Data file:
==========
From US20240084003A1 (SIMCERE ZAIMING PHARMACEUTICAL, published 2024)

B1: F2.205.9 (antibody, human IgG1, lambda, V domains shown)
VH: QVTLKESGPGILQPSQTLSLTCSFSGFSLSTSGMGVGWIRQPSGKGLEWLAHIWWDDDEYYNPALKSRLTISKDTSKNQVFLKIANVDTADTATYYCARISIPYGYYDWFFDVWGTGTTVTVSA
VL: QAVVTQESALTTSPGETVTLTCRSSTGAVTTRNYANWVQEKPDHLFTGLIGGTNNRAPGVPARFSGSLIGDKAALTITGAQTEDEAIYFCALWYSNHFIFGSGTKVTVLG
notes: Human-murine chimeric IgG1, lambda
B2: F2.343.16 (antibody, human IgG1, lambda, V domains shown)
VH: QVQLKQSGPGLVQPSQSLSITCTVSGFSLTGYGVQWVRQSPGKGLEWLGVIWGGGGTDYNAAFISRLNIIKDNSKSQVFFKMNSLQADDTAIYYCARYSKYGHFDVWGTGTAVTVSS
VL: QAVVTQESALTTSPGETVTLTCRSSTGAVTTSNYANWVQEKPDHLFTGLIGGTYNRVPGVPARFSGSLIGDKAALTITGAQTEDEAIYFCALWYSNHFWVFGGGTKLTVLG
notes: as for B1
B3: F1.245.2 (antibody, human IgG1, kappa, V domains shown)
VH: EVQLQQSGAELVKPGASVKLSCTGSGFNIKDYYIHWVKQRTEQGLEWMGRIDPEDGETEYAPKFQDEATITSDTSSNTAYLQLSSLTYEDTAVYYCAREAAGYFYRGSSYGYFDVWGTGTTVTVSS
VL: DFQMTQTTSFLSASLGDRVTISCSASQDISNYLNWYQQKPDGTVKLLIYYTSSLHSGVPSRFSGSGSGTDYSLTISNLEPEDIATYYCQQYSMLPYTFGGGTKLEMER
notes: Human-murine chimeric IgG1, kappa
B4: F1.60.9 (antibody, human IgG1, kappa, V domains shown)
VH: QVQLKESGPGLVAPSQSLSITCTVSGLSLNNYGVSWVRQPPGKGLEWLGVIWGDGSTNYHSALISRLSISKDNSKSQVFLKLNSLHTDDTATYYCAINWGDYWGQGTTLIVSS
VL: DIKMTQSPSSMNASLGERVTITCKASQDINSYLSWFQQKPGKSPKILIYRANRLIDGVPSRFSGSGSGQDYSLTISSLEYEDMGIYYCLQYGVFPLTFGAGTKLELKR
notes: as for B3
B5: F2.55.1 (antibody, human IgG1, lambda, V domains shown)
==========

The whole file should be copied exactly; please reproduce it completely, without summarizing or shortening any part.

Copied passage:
From US20240084003A1 (SIMCERE ZAIMING PHARMACEUTICAL, published 2024)

B1: F2.205.9 (antibody, human IgG1, lambda, V domains shown)
VH: QVTLKESGPGILQPSQTLSLTCSFSGFSLSTSGMGVGWIRQPSGKGLEWLAHIWWDDDEYYNPALKSRLTISKDTSKNQVFLKIANVDTADTATYYCARISIPYGYYDWFFDVWGTGTTVTVSA
VL: QAVVTQESALTTSPGETVTLTCRSSTGAVTTRNYANWVQEKPDHLFTGLIGGTNNRAPGVPARFSGSLIGDKAALTITGAQTEDEAIYFCALWYSNHFIFGSGTKVTVLG
notes: Human-murine chimeric IgG1, lambda
B2: F2.343.16 (antibody, human IgG1, lambda, V domains shown)
VH: QVQLKQSGPGLVQPSQSLSITCTVSGFSLTGYGVQWVRQSPGKGLEWLGVIWGGGGTDYNAAFISRLNIIKDNSKSQVFFKMNSLQADDTAIYYCARYSKYGHFDVWGTGTAVTVSS
VL: QAVVTQESALTTSPGETVTLTCRSSTGAVTTSNYANWVQEKPDHLFTGLIGGTYNRVPGVPARFSGSLIGDKAALTITGAQTEDEAIYFCALWYSNHFWVFGGGTKLTVLG
notes: as for B1
B3: F1.245.2 (antibody, human IgG1, kappa, V domains shown)
VH: EVQLQQSGAELVKPGASVKLSCTGSGFNIKDYYIHWVKQRTEQGLEWMGRIDPEDGETEYAPKFQDEATITSDTSSNTAYLQLSSLTYEDTAVYYCAREAAGYFYRGSSYGYFDVWGTGTTVTVSS
VL: DFQMTQTTSFLSASLGDRVTISCSASQDISNYLNWYQQKPDGTVKLLIYYTSSLHSGVPSRFSGSGSGTDYSLTISNLEPEDIATYYCQQYSMLPYTFGGGTKLEMER
notes: Human-murine chimeric IgG1, kappa
B4: F1.60.9 (antibody, human IgG1, kappa, V domains shown)
VH: QVQLKESGPGLVAPSQSLSITCTVSGLSLNNYGVSWVRQPPGKGLEWLGVIWGDGSTNYHSALISRLSISKDNSKSQVFLKLNSLHTDDTATYYCAINWGDYWGQGTTLIVSS
VL: DIKMTQSPSSMNASLGERVTITCKASQDINSYLSWFQQKPGKSPKILIYRANRLIDGVPSRFSGSGSGQDYSLTISSLEYEDMGIYYCLQYGVFPLTFGAGTKLELKR
notes: as for B3
B5: F2.55.1 (antibody, human IgG1, lambda, V domains shown)